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- The Changing Roles of ILL Staff, Supply-Chain Management
Supply-chain management and interlibrary loan
Six paradigms of a supply chain
Networked information and the supply chain
Supply-chain management and resource-sharing operations
Change management and interlibrary loan
Professional development plans
1.1 Case study: PDP #1
1.2 Case study: PDP #2
1.3 Case study: The rotation
- Technology and The Evolution of Resource Sharing
2.1 Case study: library technology
2.2 Case study: IDS Logic
2.3 Case study: Trans-Tasman Interlending
- Resources Anytime, Anywhere
The collective bargaining consortia
The supply-side consortia
3.1 Case study: Relais D2D—supporting consortial resource sharing
3.2 Case study: Network Inter-Library Document Exchange (NILDE)
3.3 Case study: RapidILL (Rapid)
- Resource Sharing: The Evolution
New types of resources
Predictive analytics and resource sharing
4.1 Case study: Online-Based Interlibrary Loan Statistical Kit (OBILLSK)
4.2 Case study: Automated Library Information Exchange Network (ALIEN)
- Where Do We Go From Here?
The future: adaptive resource-sharing systems
University campuses and their academic libraries are increasingly interconnected. A major sign of this is the transformation of interlibrary loan into resource sharing. The emergence of resource sharing has brought with it new challenges for the university library. These challenges can be overcome, and the university library can emerge a stronger institution, more connected with the patrons and community it serves. To accomplish this transformation, libraries need to learn from the past in order to take a leading role in developing future technology to meet the needs of their patrons. Resources Anytime, Anywhere explores the transformation of interlibrary loan into resource sharing by looking at the ideas that have motivated the library-developed technologies that have changed the way resource sharing is conducted.
Resources Anytime, Anywhere illustrates how academic libraries can take an active role in developing technology to meet the needs of their patrons. Through designing our own products and sharing them with other libraries, we can join the lessons of the past with the technology of today to create a more interconnected library that can meet the future needs of library patrons.
- Describes the theoretical underpinnings of interlibrary loan
- Explores how interlibrary loan has evolved to resource sharing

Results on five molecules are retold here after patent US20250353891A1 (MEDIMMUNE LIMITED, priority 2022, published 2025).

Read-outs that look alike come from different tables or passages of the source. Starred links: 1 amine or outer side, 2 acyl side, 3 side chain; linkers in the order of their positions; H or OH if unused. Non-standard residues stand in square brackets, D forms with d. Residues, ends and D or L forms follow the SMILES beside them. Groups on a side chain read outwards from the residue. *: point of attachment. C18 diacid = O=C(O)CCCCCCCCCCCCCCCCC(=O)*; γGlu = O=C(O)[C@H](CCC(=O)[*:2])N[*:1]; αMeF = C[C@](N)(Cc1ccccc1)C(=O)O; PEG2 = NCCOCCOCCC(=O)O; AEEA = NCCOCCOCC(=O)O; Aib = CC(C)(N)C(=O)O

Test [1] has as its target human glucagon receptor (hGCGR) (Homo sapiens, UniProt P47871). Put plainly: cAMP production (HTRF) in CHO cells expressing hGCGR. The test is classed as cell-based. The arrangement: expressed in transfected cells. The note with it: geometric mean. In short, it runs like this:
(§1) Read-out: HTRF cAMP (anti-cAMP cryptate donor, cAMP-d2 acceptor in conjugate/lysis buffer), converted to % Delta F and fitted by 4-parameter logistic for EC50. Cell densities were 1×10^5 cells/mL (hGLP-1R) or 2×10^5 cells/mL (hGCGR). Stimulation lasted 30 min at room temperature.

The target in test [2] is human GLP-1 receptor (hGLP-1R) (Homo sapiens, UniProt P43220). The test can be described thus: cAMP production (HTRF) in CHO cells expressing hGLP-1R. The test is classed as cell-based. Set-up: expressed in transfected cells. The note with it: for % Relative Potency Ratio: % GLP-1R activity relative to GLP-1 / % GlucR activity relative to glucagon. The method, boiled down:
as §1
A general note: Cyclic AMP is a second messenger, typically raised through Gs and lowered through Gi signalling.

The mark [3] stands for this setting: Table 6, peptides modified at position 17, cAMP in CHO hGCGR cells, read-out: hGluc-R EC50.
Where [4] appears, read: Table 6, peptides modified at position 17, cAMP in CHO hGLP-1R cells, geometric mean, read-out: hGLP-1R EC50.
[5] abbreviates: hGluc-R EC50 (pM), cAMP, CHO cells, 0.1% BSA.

- Presents new ways of organizing and developing resource sharing staff
- Examines the technological developments within resources sharing
- Reconsiders the idea of collaboration and cooperation among libraries
- Considers new innovative technologies that can transform how resource sharing is conducted
- Provides recommendation and future directions of how libraries can apply these methods at their institution
Academic librarians, graduate students and researchers in library and information science, library administrators. Academic Libraries; Some Public library Interlibrary Loan Practitioners; Library Administrators; New Librarians; Copyright and Fair Use Advocates; Collection Development Librarians; E-Resource Librarians
- No. of pages:
- © Chandos Publishing 2017
- 31st May 2017
- Chandos Publishing
- Paperback ISBN:
- eBook ISBN:
Ryan Litsey is the Associate Librarian and head of Document Delivery at Texas Tech University. A graduate of Florida State University with a degree in Library and Information Sciences, he has spent a majority of his academic career developing ground breaking technologies that have endeavored to transform Resource Sharing. Both Occams Reader and the stats tracking system OBILLSK have changed the way ILL librarians are able to share the resources of their respective institutions. Ryan was recognized by the Library Journal as a 2016 Mover and Shaker in library technology. He is also active in several ALA – RUSA/STARS committees, he is a consulting editor for the Journal of Access Services and the associate editor for the Journal of Interlibrary Loan Document Delivery and Electronic Reserve. His academic research is in resource sharing, machine learning, predictive analytics and anticipatory commerce.
Associate Librarian in charge of Document Delivery at Texas Tech University Libraries, Lubbock, TX, USA